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Inside Europe

Fashion Is Helping Italian Prisoners' Futures

Thousands of prisoners worldwide are a silent source of cheap labor. In Italy, though, an entrepreneurial group of ex-cons is producing its own goods -- loudly and proudly marketing them as "Made in Jail."

A sewing machine

Designing and sewing fashion is boosting prisoners' self-esteem

The "Made in Jail" label makes everything from logo t-shirts and sweats to handbags. Over the years, the company has proven that what inmates learn on the inside makes for good business on the outside.

The man behind the company is 48-year-old Silvio Palermo. For the past two decades, he's been coming to Rebibbia prison on the outskirts of Rome several times a week. He runs his small, but thriving business from the inside of one of Italy's toughest prisons.

In a workshop crammed with silk-screening frames, shelves, long wooden tables and paints, the co-op's inmates come up with tongue-in-cheek lines like "I'm too sexy to have to work" or a witty commentary on capital punishment like the word "No" -- with the letter o in the shape of a noose.

They then silkscreen the words or designs onto t-shirts and handbags and, with the help of a group of ex-convicts who work for the co-op on the outside, sell them across Italy.

All of the t-shirts have the "Made in Jail" logo boldly imprinted across the front or back.

Working to feel useful

Palermo first came up with the concept of making the t-shirts when he did time back in the 1980s in his late teens for political association with the Red Brigade terrorist group. While in prison, he reformed. But he said his jail experience nearly put him over the deep-end. When he got out, he wanted to help other men cope with being confined.

hands through prison bars

Sewing gives inmates something to do

"Prison is the quintessential place of thought and reflection," Palermo says. "You're already closed up inside yourself, so the danger with prison is that you can literally go crazy thinking about yourself too much."

Sandro, a 43-year-old ex-drug addict, is finishing off a sentence for drugs and robbery. He says he likes the creativity of the work, and the chance to share jokes with the other men.

"It's exactly because it's very difficult to find laughter in prison, that with this work, at least for a small part of the day, you can laugh and have fun coming up with funny lines or wordplays," Sandro says.

His colleague Gaston was living with an Italian family and working as an electrician when he got hooked on cocaine and landed in jail. The 26-year-old originally from Trinidad and Tobago says his first months in Rebibbia were full of despair. But the co-op has helped him stay positive by feeling useful.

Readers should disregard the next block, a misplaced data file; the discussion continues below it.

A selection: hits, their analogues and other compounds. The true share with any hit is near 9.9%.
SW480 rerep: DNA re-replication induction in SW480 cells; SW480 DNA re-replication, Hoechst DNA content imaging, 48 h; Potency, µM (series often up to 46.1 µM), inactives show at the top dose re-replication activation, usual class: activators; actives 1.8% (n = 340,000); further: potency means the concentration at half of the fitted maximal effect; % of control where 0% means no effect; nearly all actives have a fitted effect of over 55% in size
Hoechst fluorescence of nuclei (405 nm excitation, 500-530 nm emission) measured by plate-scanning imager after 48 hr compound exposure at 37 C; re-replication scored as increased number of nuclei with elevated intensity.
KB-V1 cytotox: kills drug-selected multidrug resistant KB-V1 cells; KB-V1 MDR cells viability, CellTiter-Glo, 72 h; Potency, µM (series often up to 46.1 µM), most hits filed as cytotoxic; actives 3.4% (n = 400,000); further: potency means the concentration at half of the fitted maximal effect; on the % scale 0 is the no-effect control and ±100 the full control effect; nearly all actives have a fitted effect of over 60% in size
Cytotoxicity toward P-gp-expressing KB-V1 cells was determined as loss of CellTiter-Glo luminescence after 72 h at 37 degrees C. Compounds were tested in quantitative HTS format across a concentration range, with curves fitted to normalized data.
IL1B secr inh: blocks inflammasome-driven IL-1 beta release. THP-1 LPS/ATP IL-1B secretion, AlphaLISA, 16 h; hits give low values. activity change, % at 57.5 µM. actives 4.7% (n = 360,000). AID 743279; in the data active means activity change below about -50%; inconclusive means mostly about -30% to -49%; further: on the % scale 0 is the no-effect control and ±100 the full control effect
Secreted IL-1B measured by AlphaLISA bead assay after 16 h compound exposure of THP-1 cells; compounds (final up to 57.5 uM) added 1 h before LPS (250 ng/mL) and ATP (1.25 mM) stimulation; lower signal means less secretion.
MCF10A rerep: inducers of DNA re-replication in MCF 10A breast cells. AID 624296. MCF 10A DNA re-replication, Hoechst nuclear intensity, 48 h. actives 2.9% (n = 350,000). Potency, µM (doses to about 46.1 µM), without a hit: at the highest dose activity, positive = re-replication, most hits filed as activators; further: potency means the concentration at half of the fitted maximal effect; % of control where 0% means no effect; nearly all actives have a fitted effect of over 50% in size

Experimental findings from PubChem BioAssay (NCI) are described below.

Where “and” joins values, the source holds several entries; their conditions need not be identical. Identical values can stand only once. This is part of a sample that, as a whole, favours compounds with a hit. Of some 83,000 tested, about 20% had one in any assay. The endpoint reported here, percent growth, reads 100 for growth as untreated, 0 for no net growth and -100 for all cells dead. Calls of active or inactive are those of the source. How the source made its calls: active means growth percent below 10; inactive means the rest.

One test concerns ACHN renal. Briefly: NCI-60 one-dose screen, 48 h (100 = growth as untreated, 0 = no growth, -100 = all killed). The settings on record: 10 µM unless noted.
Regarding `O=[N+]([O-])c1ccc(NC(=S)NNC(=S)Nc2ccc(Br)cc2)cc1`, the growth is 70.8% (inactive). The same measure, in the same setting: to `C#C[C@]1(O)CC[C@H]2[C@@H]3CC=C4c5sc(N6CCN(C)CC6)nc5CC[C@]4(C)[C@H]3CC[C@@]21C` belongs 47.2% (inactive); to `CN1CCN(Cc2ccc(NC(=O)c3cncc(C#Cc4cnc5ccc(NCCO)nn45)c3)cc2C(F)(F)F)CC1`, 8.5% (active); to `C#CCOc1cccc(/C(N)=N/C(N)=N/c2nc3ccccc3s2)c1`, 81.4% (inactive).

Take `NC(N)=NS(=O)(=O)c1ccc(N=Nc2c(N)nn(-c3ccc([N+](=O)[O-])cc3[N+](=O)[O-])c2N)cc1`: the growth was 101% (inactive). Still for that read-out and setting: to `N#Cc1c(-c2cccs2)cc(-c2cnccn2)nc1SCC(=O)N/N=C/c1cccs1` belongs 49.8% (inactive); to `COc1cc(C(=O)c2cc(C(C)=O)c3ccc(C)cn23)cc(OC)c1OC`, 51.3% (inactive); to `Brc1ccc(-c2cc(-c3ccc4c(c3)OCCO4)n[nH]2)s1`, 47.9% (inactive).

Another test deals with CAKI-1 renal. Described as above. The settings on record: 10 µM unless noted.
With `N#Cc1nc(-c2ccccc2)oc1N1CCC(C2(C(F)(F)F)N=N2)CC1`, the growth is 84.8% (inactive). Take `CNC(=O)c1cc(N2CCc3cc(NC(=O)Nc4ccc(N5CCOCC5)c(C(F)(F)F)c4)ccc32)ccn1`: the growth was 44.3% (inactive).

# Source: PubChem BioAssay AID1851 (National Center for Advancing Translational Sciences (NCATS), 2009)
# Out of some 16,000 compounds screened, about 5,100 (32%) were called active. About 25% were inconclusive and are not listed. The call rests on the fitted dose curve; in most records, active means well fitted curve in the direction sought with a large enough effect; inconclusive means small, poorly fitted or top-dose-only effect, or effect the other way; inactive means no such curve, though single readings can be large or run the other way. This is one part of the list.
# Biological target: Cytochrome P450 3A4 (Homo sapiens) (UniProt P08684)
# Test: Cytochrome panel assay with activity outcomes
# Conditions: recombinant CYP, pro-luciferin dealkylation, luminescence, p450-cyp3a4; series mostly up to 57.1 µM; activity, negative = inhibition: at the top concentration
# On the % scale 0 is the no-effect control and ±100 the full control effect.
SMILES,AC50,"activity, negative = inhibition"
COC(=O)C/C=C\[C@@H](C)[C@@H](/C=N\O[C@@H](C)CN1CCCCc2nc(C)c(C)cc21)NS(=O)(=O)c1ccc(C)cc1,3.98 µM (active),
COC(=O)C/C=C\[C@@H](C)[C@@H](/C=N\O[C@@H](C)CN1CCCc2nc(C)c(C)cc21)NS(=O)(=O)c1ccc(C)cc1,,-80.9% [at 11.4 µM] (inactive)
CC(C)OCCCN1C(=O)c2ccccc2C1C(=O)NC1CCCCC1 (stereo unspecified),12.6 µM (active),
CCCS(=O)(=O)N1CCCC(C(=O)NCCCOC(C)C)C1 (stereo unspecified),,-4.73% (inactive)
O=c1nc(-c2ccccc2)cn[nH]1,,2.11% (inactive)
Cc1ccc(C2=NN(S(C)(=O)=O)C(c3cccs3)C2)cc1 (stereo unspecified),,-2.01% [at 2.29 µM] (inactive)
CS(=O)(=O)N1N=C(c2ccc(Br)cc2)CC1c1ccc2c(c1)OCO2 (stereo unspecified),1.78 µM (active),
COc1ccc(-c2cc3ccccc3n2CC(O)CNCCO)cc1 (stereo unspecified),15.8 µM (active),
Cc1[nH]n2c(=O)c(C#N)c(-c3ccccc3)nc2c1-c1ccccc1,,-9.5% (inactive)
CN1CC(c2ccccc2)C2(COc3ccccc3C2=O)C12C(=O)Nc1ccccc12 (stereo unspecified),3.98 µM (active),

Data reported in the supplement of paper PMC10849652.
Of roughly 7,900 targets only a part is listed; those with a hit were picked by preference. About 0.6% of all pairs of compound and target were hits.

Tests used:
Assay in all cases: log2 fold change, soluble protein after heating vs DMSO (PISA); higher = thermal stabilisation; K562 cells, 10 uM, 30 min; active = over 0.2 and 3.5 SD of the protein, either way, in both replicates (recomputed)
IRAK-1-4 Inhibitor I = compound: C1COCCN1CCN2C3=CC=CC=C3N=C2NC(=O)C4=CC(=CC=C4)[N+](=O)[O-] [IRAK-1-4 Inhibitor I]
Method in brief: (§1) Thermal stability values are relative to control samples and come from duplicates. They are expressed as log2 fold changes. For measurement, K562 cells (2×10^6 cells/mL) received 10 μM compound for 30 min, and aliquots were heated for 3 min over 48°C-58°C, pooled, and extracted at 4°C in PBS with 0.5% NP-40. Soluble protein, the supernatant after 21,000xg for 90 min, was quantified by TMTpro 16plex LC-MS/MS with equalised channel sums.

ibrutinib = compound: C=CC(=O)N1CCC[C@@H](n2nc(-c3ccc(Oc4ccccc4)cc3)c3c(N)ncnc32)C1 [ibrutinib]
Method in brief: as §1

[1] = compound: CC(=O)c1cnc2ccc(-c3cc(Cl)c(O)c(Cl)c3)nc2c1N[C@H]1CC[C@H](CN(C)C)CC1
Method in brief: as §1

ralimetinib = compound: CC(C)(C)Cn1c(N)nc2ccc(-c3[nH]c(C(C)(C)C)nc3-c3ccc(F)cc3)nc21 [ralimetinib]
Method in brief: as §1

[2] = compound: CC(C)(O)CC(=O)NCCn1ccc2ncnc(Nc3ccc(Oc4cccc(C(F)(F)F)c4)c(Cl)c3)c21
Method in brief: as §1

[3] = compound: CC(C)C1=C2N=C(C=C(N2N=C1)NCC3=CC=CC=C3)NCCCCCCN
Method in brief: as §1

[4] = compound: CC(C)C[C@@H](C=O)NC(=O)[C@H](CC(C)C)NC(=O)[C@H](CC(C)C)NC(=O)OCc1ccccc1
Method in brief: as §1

"First, it passes the time," Gaston says. "Second, you learn something. Third, it distracts you from thinking negatively about drugs and your bad life, so it's educational."

Not for everyone

Organizer Palermo says the t-shirts are really just a pretext to communicate with the outside world. And to help ex-cons cope with an invisible label that sticks for the rest of your life.

a t-shirt

The "Made in Jail" logo is proudly printed on all the products

"The problem for prisoners is that once you've done time, there's a sense that you're irredeemable," Palermo says. "So what we're doing is trying to flip the meaning of prison away from something purely negative."

He says he wants to show that prison is also a place where creative projects are born.

"But society has to be open to these projects," Palermo says. "Prison walls only get lowered when the outside world is willing to give these kinds of initiatives a chance."

The group sells its goods in small shops throughout Rome and at roadside restaurants across the country. Inmates get paid about 1 Euro ($1.30) a shirt and once they're on the outside, get a regular salary. The co-op even has its own store -- ironically, a retail space that used to belong to a mafia-run business until it was confiscated by the Italian state.

"Made in Jail" now does about 200,000 Euros ($260,000) of business each year. Still, despite its good intentions, Palermo says not everyone appreciates the humor behind the initiative.

"Sure we hear scornful comments, but it doesn't matter," he says. "It's important for us to assert the fact that of course we're ex-cons, but we're working legally now."

Inmate Sandro says he plans to join the 30 or so ex-cons who run the co-op when he gets out of Rebibbia. They're going to need him. Italy's biggest national roadside restaurant chain is now selling the t-shirts. A hopeful sign that "Made in Jail" is starting to be seen as a legitimate enterprise.

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